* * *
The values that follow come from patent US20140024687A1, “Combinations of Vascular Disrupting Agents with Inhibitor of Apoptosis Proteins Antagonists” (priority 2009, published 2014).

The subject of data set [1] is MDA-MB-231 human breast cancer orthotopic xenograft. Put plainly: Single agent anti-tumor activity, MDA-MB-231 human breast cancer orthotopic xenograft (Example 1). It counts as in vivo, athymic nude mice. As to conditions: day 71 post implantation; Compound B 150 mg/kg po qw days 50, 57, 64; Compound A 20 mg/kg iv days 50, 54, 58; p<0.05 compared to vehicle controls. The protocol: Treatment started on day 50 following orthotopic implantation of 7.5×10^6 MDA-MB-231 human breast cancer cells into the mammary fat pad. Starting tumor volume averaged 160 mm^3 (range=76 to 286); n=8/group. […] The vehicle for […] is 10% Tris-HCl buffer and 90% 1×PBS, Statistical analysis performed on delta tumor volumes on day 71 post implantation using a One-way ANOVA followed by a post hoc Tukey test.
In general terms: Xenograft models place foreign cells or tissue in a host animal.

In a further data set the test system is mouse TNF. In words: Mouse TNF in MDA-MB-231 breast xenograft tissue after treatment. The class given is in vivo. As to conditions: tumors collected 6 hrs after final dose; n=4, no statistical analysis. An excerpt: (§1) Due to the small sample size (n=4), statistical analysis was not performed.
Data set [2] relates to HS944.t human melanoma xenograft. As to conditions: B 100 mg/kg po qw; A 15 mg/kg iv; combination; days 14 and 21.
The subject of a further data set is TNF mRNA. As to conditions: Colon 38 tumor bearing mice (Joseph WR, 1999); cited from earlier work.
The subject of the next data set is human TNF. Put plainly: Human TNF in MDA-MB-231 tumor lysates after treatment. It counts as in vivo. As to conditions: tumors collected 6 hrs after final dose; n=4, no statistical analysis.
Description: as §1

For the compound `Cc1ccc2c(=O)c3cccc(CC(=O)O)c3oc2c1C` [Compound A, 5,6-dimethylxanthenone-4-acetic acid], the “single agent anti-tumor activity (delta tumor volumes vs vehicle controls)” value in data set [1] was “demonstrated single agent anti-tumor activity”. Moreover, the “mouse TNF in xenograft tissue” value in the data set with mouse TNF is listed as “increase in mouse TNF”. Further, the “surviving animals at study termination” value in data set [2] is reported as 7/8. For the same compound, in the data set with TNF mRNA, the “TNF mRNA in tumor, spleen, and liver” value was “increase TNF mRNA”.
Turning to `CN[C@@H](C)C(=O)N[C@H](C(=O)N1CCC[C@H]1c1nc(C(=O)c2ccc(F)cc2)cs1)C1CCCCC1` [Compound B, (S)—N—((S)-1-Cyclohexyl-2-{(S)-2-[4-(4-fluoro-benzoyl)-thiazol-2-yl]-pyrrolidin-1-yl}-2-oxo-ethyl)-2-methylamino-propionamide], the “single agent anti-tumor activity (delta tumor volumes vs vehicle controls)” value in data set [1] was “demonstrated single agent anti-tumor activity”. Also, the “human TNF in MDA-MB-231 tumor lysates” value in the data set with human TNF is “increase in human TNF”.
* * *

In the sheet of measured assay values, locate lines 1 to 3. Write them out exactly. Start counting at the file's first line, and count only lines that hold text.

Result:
The values that follow come from patent US20140024687A1, “Combinations of Vascular Disrupting Agents with Inhibitor of Apoptosis Proteins Antagonists” (priority 2009, published 2014).

The subject of data set [1] is MDA-MB-231 human breast cancer orthotopic xenograft. Put plainly: Single agent anti-tumor activity, MDA-MB-231 human breast cancer orthotopic xenograft (Example 1). It counts as in vivo, athymic nude mice. As to conditions: day 71 post implantation; Compound B 150 mg/kg po qw days 50, 57, 64; Compound A 20 mg/kg iv days 50, 54, 58; p<0.05 compared to vehicle controls. The protocol: Treatment started on day 50 following orthotopic implantation of 7.5×10^6 MDA-MB-231 human breast cancer cells into the mammary fat pad. Starting tumor volume averaged 160 mm^3 (range=76 to 286); n=8/group. […] The vehicle for […] is 10% Tris-HCl buffer and 90% 1×PBS, Statistical analysis performed on delta tumor volumes on day 71 post implantation using a One-way ANOVA followed by a post hoc Tukey test.
In general terms: Xenograft models place foreign cells or tissue in a host animal.